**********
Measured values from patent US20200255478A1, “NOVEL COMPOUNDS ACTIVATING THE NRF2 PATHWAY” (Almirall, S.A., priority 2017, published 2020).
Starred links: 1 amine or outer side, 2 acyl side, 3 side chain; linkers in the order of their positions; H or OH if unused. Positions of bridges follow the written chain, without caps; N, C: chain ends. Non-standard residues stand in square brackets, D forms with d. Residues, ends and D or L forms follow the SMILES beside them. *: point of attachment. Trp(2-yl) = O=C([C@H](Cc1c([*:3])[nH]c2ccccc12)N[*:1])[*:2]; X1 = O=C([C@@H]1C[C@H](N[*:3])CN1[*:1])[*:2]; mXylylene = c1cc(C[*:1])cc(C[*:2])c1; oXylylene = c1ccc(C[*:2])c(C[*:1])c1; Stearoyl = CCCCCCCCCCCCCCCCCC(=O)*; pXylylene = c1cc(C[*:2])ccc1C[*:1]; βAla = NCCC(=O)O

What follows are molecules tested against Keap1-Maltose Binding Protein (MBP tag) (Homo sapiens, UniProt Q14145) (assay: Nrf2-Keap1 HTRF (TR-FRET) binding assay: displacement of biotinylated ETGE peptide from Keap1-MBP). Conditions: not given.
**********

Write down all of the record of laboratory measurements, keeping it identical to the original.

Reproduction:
Measured values from patent US20200255478A1, “NOVEL COMPOUNDS ACTIVATING THE NRF2 PATHWAY” (Almirall, S.A., priority 2017, published 2020).
Starred links: 1 amine or outer side, 2 acyl side, 3 side chain; linkers in the order of their positions; H or OH if unused. Positions of bridges follow the written chain, without caps; N, C: chain ends. Non-standard residues stand in square brackets, D forms with d. Residues, ends and D or L forms follow the SMILES beside them. *: point of attachment. Trp(2-yl) = O=C([C@H](Cc1c([*:3])[nH]c2ccccc12)N[*:1])[*:2]; X1 = O=C([C@@H]1C[C@H](N[*:3])CN1[*:1])[*:2]; mXylylene = c1cc(C[*:1])cc(C[*:2])c1; oXylylene = c1ccc(C[*:2])c(C[*:1])c1; Stearoyl = CCCCCCCCCCCCCCCCCC(=O)*; pXylylene = c1cc(C[*:2])ccc1C[*:1]; βAla = NCCC(=O)O

What follows are molecules tested against Keap1-Maltose Binding Protein (MBP tag) (Homo sapiens, UniProt Q14145) (assay: Nrf2-Keap1 HTRF (TR-FRET) binding assay: displacement of biotinylated ETGE peptide from Keap1-MBP). Conditions: not given.